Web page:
The Plague of the Zombies (1966) - IMDb
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Re: What Was the Last Movie You Watched?

Post by DannyBoy » Sat Oct 21, 2017 2:35 pm

The Ultimate Warrior starring Yul Brynner, Max Von Sydow, William Smith & Joanna Miles. In a plague devastated world, one tired man finds a reason to fight. A deadly knife fighter helps protect a peaceful commune of survivors against a brutal gang in a pandemic devastated New York in the year 2012. The Ultimate Warrior is a fascinating post-apocalyptic action film directed by Robert Clouse of Enter the Dragon fame. Visually the film is quite impressive in the way it conveys a bleak future (at the time) New York, barren & desolate with few signs of life. Despite being in his mid 50s at the time, Yul Brynner is in fine form as the knife fighter Carson and looks good in the various fight scenes throughout the film. Also noteworthy are the performances by Max Von Sydow as Baron, who is superb as always, and perennial bad guy William Smith as vicious gang leader Carrot. As it pertains to post-apocalyptic action films, The Ultimate Warrior isn't quite The Road Warrior or Escape from New York, but it's one of the better examples of the subgenre and certainly an entertaining & thrilling film.

The Ultimate Warrior (1975) - IMDb
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Re: What Was the Last Movie You Watched?

Post by DannyBoy » Sun Oct 22, 2017 6:30 am

Madam Satan (1930) starring Kay Johnson, Reginald Denny, Roland Young & Lillian Roth. A socialite disguises herself as a mysterious devil woman at a masquerade ball in order to seduce her straying husband. Madam Satan is musical comedy/romance produced & directed by the legendary Cecil B. DeMille. It's an odd film in the filmography of DeMille, but an entertaining one with all the showmanship & grandeur associated with him on full display. The masquerade ball aboard a zeppelin is particularly impressive and features some spectacularly extravagant & elaborate costumes and a couple of memorable & well staged musical numbers. The cast all play their roles well and Lillian Roth's beauty really caught my eye, but the highlight is the always great Roland Young whom I thought stole the show with his superb comedic talents. Madam Satan isn't the greatest film Cecil B. DeMille ever made, nor one of his better known films, but it's certainly an enjoyable, frolicsome film.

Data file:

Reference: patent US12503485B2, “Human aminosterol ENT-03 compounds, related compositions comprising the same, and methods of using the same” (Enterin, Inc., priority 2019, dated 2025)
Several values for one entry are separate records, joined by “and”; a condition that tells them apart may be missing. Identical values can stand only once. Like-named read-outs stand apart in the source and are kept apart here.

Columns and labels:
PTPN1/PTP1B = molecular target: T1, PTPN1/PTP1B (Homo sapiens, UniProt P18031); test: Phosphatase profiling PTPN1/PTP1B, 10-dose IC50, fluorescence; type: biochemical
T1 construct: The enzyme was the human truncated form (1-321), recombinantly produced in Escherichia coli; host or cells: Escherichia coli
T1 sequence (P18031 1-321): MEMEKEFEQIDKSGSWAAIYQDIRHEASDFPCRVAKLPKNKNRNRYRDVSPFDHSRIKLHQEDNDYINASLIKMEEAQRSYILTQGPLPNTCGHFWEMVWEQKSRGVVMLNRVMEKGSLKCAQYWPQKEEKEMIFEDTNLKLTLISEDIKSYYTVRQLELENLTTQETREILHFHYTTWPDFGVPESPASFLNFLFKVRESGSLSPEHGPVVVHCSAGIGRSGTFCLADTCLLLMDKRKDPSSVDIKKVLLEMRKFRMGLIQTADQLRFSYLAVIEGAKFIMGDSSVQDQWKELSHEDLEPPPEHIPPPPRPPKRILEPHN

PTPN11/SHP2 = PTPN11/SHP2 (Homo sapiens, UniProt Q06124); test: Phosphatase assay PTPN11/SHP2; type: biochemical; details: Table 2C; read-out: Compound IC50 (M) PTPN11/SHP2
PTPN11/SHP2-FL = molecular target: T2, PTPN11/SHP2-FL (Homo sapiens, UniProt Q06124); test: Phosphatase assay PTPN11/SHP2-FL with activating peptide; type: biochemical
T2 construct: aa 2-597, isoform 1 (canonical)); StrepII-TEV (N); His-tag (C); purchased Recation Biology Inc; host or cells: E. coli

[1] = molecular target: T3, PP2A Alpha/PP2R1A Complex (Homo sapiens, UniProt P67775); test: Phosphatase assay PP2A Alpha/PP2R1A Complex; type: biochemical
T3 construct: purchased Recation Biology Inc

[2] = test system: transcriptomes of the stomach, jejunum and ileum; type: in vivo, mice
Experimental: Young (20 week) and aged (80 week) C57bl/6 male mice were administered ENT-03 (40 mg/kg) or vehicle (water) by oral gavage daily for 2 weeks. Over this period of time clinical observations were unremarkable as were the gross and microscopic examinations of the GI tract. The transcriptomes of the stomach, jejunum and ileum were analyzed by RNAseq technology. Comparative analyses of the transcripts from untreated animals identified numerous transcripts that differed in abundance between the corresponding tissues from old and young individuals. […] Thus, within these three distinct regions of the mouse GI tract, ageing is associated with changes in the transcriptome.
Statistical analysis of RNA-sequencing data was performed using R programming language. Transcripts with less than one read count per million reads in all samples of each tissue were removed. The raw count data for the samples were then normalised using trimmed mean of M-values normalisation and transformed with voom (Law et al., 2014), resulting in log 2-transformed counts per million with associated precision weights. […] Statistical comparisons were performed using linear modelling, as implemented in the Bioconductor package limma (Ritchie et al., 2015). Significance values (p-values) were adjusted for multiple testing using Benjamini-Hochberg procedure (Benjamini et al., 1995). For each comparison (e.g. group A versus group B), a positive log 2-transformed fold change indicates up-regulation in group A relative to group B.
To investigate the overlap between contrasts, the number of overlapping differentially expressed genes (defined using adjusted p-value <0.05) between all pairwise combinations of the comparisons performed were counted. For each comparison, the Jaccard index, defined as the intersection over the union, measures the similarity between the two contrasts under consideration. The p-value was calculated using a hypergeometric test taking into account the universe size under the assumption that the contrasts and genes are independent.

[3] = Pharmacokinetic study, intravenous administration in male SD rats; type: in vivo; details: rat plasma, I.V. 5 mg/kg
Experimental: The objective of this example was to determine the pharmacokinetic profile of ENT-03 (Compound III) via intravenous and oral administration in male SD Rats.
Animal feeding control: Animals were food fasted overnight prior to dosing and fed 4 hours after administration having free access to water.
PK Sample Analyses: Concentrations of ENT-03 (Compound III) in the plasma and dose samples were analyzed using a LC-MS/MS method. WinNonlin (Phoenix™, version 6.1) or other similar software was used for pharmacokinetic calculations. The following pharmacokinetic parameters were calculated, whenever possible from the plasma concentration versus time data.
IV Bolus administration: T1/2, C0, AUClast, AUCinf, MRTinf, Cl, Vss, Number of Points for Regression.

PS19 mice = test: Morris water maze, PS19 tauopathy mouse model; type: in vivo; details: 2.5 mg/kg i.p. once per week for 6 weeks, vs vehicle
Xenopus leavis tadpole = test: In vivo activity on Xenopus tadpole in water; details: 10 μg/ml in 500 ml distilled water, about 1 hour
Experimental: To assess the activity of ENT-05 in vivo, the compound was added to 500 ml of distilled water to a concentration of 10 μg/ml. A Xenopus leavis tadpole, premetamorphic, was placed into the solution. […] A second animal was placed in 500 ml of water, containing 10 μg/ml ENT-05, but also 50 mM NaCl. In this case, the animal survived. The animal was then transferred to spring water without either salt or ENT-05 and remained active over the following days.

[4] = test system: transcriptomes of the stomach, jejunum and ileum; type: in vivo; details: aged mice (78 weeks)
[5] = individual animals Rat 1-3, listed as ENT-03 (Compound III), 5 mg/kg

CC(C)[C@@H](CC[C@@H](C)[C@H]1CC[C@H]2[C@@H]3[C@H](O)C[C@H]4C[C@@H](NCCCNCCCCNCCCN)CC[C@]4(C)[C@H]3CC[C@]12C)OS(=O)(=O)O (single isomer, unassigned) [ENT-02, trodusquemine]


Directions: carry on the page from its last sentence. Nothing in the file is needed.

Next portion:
Madam Satan (1930) - IMDb
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Re: What Was the Last Movie You Watched?

Post by DannyBoy » Sun Oct 22, 2017 3:35 pm

Lady for a Day (1933) starring Warren William, May Robson, Guy Kibbee, Glenda Farrell, Ned Sparks & Nat Pendleton. A gangster helps an old apple-vendor pose as a society woman in order to fool her visiting daughter, her fiancé & his father the Count. Lady for a Day is a merry film from the great director Frank Capra, who was quickly on the rise and earned his first Best Director Oscar nomination with this film. The plausibility of the storyline is open to debate, but the film is a first-rate production and features a great cast all around, with Warren William, May Robson, Guy Kibbee & Ned Sparks all especially being magnificent & memorable in their roles. Lady for a Day is a wonderful film that tells a beautiful story and is entertaining from beginning to end.